Post-9/11 investigations included a joint Congressional inquiry and the independent National Commission on Terrorist Attacks Upon the United States (better known as the 9/11 Commission). The report of the 9/11 Commission in July 2004 proposed sweeping change in the Intelligence Community including the creation of a National Intelligence Director.

Very soon after the best-selling report was released, the federal government moved forward to undertake reform. President Bush signed four Executive Orders in August 2004, which strengthened and reformed the Intelligence Community as much as possible without legislation. In Congress, both the House and Senate passed bills with major amendments to the National Security Act of 1947. Intense negotiations to reconcile the two bills ultimately led to the Intelligence Reform and Terrorism Prevention Act of 2004 (IRTPA), which President Bush signed into law on December 17.

In February 2005, the President announced that John D. Negroponte, ambassador to Iraq, was his nominee to be the first director of national intelligence and Lt. Gen. Michael V. Hayden, USAF, as the first principal deputy DNI, which earned him his fourth star. On April 21, 2005, in the Oval Office, Amb. Negroponte and Gen. Hayden were sworn in, and the ODNI began operations at 7 a.m. on April 22, 2005.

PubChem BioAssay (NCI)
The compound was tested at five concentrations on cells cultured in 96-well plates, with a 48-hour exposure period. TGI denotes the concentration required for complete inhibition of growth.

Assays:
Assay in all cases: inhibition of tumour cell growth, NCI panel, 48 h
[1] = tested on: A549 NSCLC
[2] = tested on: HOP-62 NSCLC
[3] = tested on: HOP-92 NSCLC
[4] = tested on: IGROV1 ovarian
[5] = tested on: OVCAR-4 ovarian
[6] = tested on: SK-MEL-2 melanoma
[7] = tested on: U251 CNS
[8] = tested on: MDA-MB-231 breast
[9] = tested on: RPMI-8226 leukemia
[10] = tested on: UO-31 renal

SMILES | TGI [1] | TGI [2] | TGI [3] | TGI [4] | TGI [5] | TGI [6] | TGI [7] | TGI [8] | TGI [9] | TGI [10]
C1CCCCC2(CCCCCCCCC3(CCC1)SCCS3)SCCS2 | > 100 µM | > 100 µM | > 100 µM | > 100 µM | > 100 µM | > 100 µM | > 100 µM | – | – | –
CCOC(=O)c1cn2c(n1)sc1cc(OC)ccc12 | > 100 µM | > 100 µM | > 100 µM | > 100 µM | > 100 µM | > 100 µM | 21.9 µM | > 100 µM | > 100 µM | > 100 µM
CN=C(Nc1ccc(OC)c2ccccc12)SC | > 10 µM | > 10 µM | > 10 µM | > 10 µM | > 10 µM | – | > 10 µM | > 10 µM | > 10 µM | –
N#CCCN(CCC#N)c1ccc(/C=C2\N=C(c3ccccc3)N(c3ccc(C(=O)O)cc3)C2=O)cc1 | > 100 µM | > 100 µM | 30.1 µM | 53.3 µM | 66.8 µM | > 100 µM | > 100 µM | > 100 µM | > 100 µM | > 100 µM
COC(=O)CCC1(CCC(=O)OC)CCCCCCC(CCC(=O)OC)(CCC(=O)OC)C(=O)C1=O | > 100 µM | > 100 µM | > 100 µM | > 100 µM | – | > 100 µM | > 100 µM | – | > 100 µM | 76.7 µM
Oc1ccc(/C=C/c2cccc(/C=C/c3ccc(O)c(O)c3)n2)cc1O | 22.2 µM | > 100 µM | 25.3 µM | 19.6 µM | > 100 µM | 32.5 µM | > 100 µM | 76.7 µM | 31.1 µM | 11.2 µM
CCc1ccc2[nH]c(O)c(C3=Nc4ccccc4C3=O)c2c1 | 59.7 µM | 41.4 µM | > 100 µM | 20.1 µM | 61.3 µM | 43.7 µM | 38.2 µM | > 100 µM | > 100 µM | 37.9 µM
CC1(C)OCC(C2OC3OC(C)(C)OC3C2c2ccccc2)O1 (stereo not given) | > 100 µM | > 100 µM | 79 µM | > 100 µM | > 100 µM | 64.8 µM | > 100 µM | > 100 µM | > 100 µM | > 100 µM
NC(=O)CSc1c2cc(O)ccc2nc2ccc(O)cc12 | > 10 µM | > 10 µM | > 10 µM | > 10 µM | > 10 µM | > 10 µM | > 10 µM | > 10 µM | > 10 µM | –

Previous directors include John M. ("Mike") McConnell (Vice Adm., USN Ret.) and Dennis Blair (Adm., USN Ret.). James R. Clapper (Lt. Gen., USAF Ret.) is the current director of national intelligence.

Mission, Vision & Goals

Mission

Click to view Mission Vision and Goals Poster
  • Lead Intelligence Integration.
  • Forge an Intelligence Community that delivers the most insightful intelligence possible.

Vision

  • A Nation made more secure because of a fully integrated Intelligence Community.

Goals

  • Integrate intelligence analysis and collection to inform decisions made from the White House to the foxhole.
  • Drive responsible and secure information-sharing.
  • Set strategic direction and priorities for national intelligence resources and capabilities.
  • Develop and implement Unifying Intelligence Strategies across regional and functional portfolios.
  • Strengthen partnerships to enrich intelligence.
  • Advance cutting-edge capabilities to provide global intelligence advantage.
  • Promote a diverse, highly-skilled intelligence workforce that reflects the strength of America.